Somewhere in the hilly part of Western Australia, Jack Thompson—also known as ‘Jack Cycles Far’—is cycling around the clock. Three years ago Jack decided to take a leap of faith, and he gave up his permanent job for a life on the bike. He travelled approximately 52,000 km on his bike in 2017, and this year he wants to push his limits again. In an upcoming series of challenges, Jack will show us all what the human body is capable of. We talked extensively with Jack about his life, tours and the upcoming challenge.
Hi Jack, have you cycled today?
Yes, for about six and a half hours. I love it!
How do you do it?
The biggest challenge with these long journeys is learning to how deal with your own presence. When abroad, there are days that go by without talking to anyone. At times like this it is crucial to channel the voices in your head positively, as they will tell you to lay down after 30 hours of cycling.
What works for me is setting small milestones. For example, I never listen to music for the first 100 km. During the next two to three hours I can listen to music that I like, which at the time feels like a small gift. After 2 to 3 hours of trance music I have had enough of it, and I usually put on an audiobook. And that works pretty well to relax me. In addition to the mental distraction, an audiobook feels like someone is talking to you. This is an important part of my training and crucial to reach a next level. It’s a good method to stay comfortable in your head.
You now organise and supervise a number of group rides each year. Was this the purpose from the beginning?
No, after I resigned from my full-time job, it was mainly about my own adventures—and sometimes rather extreme rides. For example, in China I Everested for nine days in a row [this means to exceed 8,848 altimeters in one activity]. After 11 days I collected nearly 90,000 altimeters. So quite extreme! [he laughs].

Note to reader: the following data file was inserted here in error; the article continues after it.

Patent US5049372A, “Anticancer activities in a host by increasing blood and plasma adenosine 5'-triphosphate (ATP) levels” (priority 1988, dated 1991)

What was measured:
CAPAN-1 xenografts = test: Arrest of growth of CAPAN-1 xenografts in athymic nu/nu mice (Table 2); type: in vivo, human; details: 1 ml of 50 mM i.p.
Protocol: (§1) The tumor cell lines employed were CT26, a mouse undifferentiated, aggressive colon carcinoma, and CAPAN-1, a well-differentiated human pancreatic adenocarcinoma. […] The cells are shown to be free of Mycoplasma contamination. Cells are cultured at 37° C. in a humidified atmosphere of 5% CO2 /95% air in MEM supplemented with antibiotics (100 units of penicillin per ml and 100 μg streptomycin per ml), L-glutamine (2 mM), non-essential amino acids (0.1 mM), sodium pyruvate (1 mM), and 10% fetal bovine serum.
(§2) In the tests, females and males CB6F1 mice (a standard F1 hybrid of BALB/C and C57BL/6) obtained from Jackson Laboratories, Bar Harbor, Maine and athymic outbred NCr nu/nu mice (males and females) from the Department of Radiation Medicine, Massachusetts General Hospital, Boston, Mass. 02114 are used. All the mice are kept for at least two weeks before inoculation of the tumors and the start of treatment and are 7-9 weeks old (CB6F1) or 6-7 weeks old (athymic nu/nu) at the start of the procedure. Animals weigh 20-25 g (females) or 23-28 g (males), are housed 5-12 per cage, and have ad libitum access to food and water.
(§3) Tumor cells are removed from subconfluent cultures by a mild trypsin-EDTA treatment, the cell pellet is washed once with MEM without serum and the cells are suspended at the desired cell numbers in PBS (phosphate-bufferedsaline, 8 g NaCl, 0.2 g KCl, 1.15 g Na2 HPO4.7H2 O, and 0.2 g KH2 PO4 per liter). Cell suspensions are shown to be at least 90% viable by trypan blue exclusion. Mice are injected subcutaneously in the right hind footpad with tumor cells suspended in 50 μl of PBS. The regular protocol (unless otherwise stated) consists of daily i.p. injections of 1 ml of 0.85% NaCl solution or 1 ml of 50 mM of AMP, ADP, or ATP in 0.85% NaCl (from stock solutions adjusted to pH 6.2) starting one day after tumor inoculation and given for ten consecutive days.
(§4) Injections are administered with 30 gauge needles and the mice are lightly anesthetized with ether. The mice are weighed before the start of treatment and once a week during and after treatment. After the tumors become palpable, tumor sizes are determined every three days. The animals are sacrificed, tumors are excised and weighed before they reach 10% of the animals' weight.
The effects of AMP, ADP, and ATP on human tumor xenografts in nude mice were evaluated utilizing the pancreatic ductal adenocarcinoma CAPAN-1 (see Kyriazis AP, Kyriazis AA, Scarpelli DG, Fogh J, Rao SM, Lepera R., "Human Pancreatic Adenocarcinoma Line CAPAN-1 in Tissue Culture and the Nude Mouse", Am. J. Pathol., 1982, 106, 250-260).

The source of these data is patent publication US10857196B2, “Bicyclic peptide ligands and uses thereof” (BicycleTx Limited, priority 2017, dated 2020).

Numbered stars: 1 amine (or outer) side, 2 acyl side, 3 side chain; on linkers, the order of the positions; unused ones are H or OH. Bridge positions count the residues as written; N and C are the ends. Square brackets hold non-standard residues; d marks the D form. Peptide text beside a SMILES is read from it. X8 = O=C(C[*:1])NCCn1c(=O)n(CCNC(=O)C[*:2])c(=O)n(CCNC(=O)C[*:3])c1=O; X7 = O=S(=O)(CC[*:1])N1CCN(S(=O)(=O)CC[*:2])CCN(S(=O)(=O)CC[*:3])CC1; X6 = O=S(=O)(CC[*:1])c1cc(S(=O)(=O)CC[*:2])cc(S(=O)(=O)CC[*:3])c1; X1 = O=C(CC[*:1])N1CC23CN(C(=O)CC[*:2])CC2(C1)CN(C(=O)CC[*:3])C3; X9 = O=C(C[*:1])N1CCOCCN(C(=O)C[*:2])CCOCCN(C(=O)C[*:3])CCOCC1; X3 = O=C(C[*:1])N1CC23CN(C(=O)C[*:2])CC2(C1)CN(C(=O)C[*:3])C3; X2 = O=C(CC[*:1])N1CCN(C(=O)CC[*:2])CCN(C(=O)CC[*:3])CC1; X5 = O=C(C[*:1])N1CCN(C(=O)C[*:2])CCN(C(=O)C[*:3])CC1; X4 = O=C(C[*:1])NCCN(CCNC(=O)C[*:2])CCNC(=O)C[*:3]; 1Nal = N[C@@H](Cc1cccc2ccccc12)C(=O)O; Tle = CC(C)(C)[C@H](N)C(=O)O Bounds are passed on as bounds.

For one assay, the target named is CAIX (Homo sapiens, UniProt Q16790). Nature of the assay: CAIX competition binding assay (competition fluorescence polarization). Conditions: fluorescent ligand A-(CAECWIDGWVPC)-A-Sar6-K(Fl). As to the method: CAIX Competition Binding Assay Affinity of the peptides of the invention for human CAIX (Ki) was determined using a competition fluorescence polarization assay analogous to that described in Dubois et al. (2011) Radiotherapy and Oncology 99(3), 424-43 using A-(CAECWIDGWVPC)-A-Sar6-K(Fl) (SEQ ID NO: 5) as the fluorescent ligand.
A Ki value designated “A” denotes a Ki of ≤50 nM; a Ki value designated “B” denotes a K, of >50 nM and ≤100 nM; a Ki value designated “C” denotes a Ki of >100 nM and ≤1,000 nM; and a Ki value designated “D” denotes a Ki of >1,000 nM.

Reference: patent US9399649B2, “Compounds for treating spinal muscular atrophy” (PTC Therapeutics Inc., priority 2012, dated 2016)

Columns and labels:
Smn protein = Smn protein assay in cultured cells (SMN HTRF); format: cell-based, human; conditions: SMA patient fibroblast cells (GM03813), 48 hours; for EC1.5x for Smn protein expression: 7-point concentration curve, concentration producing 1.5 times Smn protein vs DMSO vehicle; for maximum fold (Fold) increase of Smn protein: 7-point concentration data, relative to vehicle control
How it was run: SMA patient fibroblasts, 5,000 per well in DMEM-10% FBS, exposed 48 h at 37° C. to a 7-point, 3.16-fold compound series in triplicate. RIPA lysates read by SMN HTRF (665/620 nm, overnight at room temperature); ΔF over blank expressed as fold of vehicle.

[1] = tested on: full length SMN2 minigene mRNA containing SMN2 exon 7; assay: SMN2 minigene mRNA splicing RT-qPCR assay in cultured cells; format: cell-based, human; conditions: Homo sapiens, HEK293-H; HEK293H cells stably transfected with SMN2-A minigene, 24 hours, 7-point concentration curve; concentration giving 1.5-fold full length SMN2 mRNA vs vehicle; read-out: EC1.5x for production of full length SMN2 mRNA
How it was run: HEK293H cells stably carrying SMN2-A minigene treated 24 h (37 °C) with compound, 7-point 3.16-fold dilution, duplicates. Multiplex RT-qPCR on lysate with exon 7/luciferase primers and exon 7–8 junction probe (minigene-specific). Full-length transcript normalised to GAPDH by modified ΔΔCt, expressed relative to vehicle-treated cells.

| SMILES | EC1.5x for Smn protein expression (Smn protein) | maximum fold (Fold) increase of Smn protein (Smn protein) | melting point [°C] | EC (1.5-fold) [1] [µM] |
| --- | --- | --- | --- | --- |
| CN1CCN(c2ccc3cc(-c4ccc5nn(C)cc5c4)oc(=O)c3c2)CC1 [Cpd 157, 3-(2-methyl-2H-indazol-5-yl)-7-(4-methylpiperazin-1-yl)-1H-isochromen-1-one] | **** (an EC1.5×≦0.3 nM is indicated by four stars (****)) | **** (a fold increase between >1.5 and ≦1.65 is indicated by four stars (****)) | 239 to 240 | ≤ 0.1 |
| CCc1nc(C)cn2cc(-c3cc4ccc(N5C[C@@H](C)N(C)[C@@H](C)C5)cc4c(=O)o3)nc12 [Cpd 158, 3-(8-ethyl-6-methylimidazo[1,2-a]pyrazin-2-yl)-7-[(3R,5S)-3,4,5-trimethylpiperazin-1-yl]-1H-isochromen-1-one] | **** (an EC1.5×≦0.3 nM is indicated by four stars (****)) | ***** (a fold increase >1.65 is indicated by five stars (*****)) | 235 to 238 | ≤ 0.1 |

Why do you like to organise group rides?
That decision actually came about in the beginning of last year. Up until then I had usually cycled on my own. It was incredibly cool, but I missed sharing these adventures with others. If you experience something cool with a friend, you have this moment that you can share together for the rest of your lives. It seemed cool to me to take groups of people into the adventures I experienced, and to show them the beautiful places I see.
How do the trips come about? Do you choose the locations randomly?
No, they are always places where I have been before. During my solo adventures I got to know some local cyclists—they now assist in organising the routes and in guiding the group. And it makes communication much easier, especially in places deep in Asia where it is useful that someone knows the local language. That prevents a lot of miscommunication and problems.
Logical. Have you ever got into trouble yourself due to miscommunication?
Yeah, that’s a good story! I was cycling along the Tibetan border. When I arrived at my overnight stay for that night, I was told that I had to go to the police station. I didn’t know what was going on; nobody spoke English, and I did not speak Chinese. All of our communication was via Google Translate. I did what I was told, went to the police station and was then locked up in a cell. I was arrested. They thought I was a spy. So there I am, in a cell, without a mobile signal or passport—I had left this with my bike in the hotel. After several hours of questioning, they realised that I was not a spy, and I was thankfully released again.